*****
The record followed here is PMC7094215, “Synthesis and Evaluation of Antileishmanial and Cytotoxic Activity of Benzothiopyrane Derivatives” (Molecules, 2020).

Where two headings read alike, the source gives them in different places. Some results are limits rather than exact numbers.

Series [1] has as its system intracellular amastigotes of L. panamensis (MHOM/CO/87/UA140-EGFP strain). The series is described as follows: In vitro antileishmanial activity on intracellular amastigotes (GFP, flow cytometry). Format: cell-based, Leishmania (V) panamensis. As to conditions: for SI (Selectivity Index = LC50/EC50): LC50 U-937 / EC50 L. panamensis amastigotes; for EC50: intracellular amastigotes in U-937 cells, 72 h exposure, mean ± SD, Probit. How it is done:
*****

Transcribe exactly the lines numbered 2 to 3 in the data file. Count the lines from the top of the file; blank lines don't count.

Where two headings read alike, the source gives them in different places. Some results are limits rather than exact numbers.

Series [1] has as its system intracellular amastigotes of L. panamensis (MHOM/CO/87/UA140-EGFP strain). The series is described as follows: In vitro antileishmanial activity on intracellular amastigotes (GFP, flow cytometry). Format: cell-based, Leishmania (V) panamensis. As to conditions: for SI (Selectivity Index = LC50/EC50): LC50 U-937 / EC50 L. panamensis amastigotes; for EC50: intracellular amastigotes in U-937 cells, 72 h exposure, mean ± SD, Probit. How it is done: